1975 Giro d'Italia

The 1975 Giro d'Italia was the 58th running of the Giro d'Italia, one of cycling's Grand Tours races. The Giro started in Milan, on 17 May, with a set of split stages and concluded with a summit finish to the Passo dello Stelvio, on 7 June, with another split stage, consisting of an individual time trial and a mass-start stage. A total of 90 riders from nine teams entered the 22-stage race, that was won by Italian Fausto Bertoglio of the Jolly Ceramica team. The second and third places were taken by Spaniard Francisco Galdós and Italian Felice Gimondi, respectively.[1][2][3]

1975 Giro d'Italia
Race details
Dates17 May – 7 June
Stages21, including two split stages
Distance3,963 km (2,462 mi)
Winning time111h 31' 24"
Winner  Fausto Bertoglio (ITA) (Jolly Ceramica)
  Second  Francisco Galdós (ESP) (KAS)
  Third  Felice Gimondi (ITA) (Bianchi-Campagnolo)

Points  Roger De Vlaeminck (BEL) (Brooklyn)
Mountains Two riders[N 1]
  Team points Brooklyn
← 1974
1976 →

Amongst the other classifications that the race awarded, Brooklyn's Roger De Vlaeminck won the points classification and Andrés Oliva and Francisco Galdós of KAS won the mountains classification. Brooklyn finished as the winners of the team points classification.


A total of nine teams were invited to participate in the 1975 Giro d'Italia. Each team sent a squad of ten riders, which meant that the race started with a peloton of 90 cyclists.[4] From the riders that began this edition, 70 made it to the finish on the Passo dello Stelvio.[4]

The teams entering the race were:

  • KAS
  • Magniflex
  • Scic
  • Zonca

Route and stagesEdit

The route for the race was revealed on 10 April 1975.[5][6][7]

Stage characteristics and winners[4]
Stage Date Course Distance Type Winner
1 17 May Milan to Fiorano Modenese 177 km (110 mi)   Plain stage   Knut Knudsen (NOR)
2 18 May Modena to Ancona 249 km (155 mi)   Plain stage   Patrick Sercu (BEL)
3 19 May Ancona to Prati di Tivo 175 km (109 mi)   Stage with mountain(s)   Giovanni Battaglin (ITA)
4 20 May Teramo to Campobasso 258 km (160 mi)   Stage with mountain(s)   Roger De Vlaeminck (BEL)
5 21 May Campobasso to Bari 224 km (139 mi)   Plain stage   Rik Van Linden (BEL)
6 22 May Bari to Castrovillari 213 km (132 mi)   Plain stage   Roger De Vlaeminck (BEL)
7a 23 May Castrovillari to Padula 123 km (76 mi)   Stage with mountain(s)   Domingo Perurena (ESP)
7b Padula to Potenza 80 km (50 mi)   Stage with mountain(s)   Roger De Vlaeminck (BEL)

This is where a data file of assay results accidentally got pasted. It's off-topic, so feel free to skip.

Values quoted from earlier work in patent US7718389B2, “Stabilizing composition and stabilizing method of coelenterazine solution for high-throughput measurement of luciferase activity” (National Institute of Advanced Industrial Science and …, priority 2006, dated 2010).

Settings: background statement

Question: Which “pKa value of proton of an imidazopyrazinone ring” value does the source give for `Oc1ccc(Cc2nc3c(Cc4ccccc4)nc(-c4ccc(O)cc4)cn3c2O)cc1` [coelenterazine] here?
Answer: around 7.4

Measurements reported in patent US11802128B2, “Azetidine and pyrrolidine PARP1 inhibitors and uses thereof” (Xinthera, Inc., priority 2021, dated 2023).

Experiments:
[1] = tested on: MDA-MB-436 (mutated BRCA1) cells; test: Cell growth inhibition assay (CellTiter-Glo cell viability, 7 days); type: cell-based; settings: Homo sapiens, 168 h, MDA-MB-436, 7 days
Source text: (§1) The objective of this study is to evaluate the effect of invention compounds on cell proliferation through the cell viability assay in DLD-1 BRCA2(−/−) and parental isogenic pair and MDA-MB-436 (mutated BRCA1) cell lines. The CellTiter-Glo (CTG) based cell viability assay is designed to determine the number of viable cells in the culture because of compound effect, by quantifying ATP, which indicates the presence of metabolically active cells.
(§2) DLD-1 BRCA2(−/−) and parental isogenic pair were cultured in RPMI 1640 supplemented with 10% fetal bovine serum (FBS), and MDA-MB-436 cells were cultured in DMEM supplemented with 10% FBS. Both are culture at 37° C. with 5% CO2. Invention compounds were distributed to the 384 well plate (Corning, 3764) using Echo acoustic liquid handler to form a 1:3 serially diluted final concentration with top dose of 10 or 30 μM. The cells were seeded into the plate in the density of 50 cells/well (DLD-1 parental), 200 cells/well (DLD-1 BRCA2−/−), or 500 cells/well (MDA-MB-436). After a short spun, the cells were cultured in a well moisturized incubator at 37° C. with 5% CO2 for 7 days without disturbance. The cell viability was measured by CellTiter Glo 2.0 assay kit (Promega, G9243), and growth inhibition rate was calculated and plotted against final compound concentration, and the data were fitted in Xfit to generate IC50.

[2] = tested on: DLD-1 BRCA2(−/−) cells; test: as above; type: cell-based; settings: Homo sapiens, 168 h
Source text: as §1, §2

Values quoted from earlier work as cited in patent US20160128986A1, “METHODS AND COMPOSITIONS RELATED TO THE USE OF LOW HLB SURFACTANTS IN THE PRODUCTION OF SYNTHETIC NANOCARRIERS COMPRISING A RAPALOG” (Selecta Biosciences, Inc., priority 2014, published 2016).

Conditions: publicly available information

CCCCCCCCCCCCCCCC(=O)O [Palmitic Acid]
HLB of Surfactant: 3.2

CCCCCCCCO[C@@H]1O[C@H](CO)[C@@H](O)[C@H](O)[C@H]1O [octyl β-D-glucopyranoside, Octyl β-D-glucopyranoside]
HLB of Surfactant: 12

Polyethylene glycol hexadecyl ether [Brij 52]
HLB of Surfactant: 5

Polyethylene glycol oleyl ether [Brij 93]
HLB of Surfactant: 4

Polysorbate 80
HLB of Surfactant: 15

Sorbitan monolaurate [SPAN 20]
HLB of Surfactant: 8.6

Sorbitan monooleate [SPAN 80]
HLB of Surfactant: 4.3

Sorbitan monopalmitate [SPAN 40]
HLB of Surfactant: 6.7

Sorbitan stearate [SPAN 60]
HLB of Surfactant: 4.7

8 24 May Potenza to Sorrento 220 km (137 mi)   Stage with mountain(s)   Marcello Osler (ITA)
9 25 May Sorrento to Frosinone 222 km (138 mi)   Plain stage   Enrico Paolini (ITA)
10 26 May Frosinone to Tivoli 176 km (109 mi)   Plain stage   Roger De Vlaeminck (BEL)
11 27 May Rome to Orvieto 158 km (98 mi)   Plain stage   Roger De Vlaeminck (BEL)
12 28 May Chianciano Terme to Forte dei Marmi 232 km (144 mi)   Plain stage   Patrick Sercu (BEL)
13 29 May Forte dei Marmi to Forte dei Marmi 38 km (24 mi)   Individual time trial   Giovanni Battaglin (ITA)
30 May Rest day
14 31 May Il Ciocco to Il Ciocco 13 km (8 mi)   Individual time trial   Fausto Bertoglio (ITA)
15 1 June Il Ciocco to Arenzano 203 km (126 mi)   Stage with mountain(s)   Franco Bitossi (ITA)
16 2 June Arenzano to Orta San Giulio 193 km (120 mi)   Plain stage   Fabrizio Fabbri (ITA)
17a 3 June Omegna to Pontoglio 167 km (104 mi)   Plain stage   Patrick Sercu (BEL)
17b Pontoglio to Monte Maddalena 46 km (29 mi)   Stage with mountain(s)   Wladimiro Panizza (ITA)
18 4 June Brescia to Baselga di Piné 223 km (139 mi)   Stage with mountain(s)   Roger De Vlaeminck (BEL)
19 5 June Baselga di Piné to Pordenone 175 km (109 mi)   Plain stage   Martín Emilio Rodríguez (COL)
20 6 June Pordenone to Alleghe 197 km (122 mi)   Stage with mountain(s)   Roger De Vlaeminck (BEL)
21 7 June Alleghe to Passo dello Stelvio 186 km (116 mi)   Stage with mountain(s)   Francisco Galdós (ESP)
Total 3,963 km (2,462 mi)

Classification leadershipEdit

A sample of the 48 hairpin turns near the top of the eastern ramp of the Stelvio Pass, the Cima Coppi (highest elevation point) of the 1975 Giro.